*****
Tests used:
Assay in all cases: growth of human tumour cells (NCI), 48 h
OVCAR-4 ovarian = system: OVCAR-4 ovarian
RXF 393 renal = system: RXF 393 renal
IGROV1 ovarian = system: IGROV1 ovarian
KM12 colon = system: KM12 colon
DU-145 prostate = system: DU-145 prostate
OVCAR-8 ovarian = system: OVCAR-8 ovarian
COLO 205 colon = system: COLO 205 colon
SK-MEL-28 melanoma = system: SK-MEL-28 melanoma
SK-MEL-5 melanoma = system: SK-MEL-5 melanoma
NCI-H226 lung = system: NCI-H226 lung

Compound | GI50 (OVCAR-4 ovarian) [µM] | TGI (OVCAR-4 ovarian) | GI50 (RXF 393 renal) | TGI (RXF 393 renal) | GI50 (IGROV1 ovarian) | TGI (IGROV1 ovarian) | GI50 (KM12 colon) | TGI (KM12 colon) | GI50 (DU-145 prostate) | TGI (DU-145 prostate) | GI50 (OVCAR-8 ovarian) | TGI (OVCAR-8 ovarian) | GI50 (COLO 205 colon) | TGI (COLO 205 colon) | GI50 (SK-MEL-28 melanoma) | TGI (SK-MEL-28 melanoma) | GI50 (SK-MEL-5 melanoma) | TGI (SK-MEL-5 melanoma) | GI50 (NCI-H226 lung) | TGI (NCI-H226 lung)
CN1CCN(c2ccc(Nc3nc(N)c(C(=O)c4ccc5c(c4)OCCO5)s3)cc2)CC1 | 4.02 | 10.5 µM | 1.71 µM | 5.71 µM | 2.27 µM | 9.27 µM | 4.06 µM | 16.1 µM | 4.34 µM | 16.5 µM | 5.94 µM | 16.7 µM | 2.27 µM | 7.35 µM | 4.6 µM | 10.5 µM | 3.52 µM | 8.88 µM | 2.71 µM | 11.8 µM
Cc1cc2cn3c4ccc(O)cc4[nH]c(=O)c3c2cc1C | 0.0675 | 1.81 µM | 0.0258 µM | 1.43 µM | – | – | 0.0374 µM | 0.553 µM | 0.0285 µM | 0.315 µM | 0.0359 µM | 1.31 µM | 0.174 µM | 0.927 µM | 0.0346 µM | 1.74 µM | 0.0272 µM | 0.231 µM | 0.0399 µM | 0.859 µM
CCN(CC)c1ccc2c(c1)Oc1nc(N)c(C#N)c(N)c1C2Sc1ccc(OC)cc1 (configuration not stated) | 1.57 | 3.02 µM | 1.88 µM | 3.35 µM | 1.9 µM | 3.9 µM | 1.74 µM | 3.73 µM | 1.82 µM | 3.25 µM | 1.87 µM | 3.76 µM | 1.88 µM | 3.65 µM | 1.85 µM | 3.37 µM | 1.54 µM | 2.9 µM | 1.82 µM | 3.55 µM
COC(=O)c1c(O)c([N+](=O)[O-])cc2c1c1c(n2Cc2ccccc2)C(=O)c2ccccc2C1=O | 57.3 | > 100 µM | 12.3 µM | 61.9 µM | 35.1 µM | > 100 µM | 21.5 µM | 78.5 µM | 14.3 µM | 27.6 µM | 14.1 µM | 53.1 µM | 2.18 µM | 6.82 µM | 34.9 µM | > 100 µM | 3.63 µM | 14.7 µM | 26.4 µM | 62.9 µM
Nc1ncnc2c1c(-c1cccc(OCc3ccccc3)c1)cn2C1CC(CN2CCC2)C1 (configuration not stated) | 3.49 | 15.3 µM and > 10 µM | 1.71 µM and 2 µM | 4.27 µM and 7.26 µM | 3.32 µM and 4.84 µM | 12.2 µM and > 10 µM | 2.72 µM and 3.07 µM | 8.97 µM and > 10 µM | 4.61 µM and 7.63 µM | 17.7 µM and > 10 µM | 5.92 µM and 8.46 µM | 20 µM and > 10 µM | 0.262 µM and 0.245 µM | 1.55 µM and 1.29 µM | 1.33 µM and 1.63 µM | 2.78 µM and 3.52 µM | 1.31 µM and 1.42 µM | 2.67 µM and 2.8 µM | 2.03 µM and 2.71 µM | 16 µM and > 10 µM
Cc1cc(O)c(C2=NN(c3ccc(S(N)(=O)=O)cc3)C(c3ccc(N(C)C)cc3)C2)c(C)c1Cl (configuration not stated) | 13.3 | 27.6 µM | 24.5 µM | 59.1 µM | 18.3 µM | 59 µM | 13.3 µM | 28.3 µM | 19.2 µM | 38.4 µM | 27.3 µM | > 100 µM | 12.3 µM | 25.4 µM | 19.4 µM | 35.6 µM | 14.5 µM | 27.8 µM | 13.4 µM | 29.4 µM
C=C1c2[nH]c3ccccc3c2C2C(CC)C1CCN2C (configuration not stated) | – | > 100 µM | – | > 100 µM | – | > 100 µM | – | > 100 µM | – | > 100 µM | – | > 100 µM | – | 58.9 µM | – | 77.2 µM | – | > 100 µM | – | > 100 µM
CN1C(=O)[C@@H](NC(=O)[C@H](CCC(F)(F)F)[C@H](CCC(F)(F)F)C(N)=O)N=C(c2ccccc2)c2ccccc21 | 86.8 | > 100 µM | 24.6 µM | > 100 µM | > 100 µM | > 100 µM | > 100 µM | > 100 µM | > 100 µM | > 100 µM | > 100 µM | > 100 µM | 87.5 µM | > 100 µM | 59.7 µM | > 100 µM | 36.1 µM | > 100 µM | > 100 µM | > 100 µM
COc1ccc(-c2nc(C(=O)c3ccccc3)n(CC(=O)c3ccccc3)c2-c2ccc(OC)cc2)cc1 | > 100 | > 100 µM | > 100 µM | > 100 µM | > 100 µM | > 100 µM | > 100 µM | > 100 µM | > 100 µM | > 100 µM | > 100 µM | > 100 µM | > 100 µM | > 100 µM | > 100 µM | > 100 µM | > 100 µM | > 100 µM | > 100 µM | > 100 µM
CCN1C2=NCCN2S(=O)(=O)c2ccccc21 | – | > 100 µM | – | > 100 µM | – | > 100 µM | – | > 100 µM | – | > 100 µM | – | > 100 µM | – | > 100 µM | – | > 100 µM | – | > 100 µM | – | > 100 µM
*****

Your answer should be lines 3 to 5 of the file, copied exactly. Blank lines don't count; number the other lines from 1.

OVCAR-4 ovarian = system: OVCAR-4 ovarian
RXF 393 renal = system: RXF 393 renal
IGROV1 ovarian = system: IGROV1 ovarian